WHO calls for elimination of trans fat in foods by 2023
CNN/Stylemagazine.com Newswire | 5/14/2018, 10:15 a.m.
Artificial trans fats are "easily replaceable," he said. "You don't need to change the taste or cost or availability for great food. Only your heart will know the difference -- and that's why the call of the initiative to become trans-fat-free by 2023 is so very important."
In the United States, the Food and Drug Administration has determined that partially hydrogenated oils -- the main dietary source of artificial trans fats -- are no longer "generally recognized as safe." In 2015, the agency gave food companies three years to cut artificial trans fats containing partially hydrogenated oils from processed foods or to petition for a specific use of partially hydrogenated oils, sometimes known as PHOs.
The Grocery Manufacturers Association, a Washington-based trade association representing more than 250 food, beverage and consumer product companies, issued a statement Friday in response to the WHO's efforts.
"Food and beverage companies have worked diligently and successfully to reduce the use of PHOs, and these actions have reduced PHO-related trans-fat use by close to 98%," said the statement from Leon Bruner, the association's executive vice president of science and regulatory affairs and its chief science officer.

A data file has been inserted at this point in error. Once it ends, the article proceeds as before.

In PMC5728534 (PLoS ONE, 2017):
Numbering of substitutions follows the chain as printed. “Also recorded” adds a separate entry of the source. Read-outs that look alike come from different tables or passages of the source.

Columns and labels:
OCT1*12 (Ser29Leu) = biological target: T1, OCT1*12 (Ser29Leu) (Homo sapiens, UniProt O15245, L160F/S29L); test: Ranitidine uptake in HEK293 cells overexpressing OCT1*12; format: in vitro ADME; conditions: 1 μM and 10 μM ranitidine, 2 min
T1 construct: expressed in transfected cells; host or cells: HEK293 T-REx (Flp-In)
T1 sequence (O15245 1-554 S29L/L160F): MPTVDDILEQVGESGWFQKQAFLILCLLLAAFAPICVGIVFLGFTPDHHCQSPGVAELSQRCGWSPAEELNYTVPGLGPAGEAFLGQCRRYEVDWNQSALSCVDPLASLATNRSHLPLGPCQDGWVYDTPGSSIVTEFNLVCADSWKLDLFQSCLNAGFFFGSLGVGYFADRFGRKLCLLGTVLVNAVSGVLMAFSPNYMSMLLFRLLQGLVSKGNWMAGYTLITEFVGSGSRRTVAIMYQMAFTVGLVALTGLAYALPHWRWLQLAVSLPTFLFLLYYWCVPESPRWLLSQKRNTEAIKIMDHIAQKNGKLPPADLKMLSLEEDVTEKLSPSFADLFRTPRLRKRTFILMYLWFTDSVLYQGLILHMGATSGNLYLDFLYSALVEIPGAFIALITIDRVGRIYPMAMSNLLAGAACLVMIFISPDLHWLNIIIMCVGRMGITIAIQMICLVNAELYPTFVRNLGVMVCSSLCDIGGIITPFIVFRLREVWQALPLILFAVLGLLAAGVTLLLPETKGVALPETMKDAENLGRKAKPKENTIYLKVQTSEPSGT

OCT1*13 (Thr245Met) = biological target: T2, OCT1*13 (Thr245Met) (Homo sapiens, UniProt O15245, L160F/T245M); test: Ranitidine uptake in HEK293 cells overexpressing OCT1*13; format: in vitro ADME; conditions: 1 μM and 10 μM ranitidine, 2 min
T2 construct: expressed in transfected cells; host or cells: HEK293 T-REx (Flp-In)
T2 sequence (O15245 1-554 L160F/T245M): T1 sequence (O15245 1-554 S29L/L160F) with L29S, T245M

The association "filed a food additive petition in October 2015 that seeks FDA approval for specific, limited uses of PHOs that are both safe and important for the production of safe food products. FDA continues to review GMA's food additive petition," the statement said. "It is important to remember that, even with the actions by FDA and announcement by WHO, there will always be naturally occurring trans fat in the diets that include meat and dairy products such as milk, butter and yogurt."
Naturally occurring trans fats are produced in the gut of some animals, and foods made from these animals, such as milk and meat products, may contain small quantities of these fats, according to the American Heart Association. Artificial trans fats are created in an industrial process.
"Really, I think it takes legislation to make a big change like that in terms of overall population health, along with policy and nutrition education," said Lynn James, a registered dietitian and senior extension educator at Pennsylvania State University Extension who is not involved in the new WHO initiative.
"In many developing countries, they're trying to Westernize their diets," James said, and in the United States, "we have been a leader of -- when we talk about the Westernized diet -- preparing processed foods. Hopefully, we're going to be a leader again towards eating more whole foods, such as the healthful Mediterranean diet."
A Mediterranean-style diet involves plant-based meals of vegetables, fruit, beans and cereals. It includes plenty of fish and some poultry, but foods not included in this diet (or included in small amounts) include red meats, sweets, eggs and butter.
"When you move away from eating foods containing processed trans fats, you are also eating less sodium and added sugar, further decreasing risk for coronary artery disease, type two diabetes and Alzheimer's disease," she said.
The United States isn't the only country that has implemented trans fat legislation.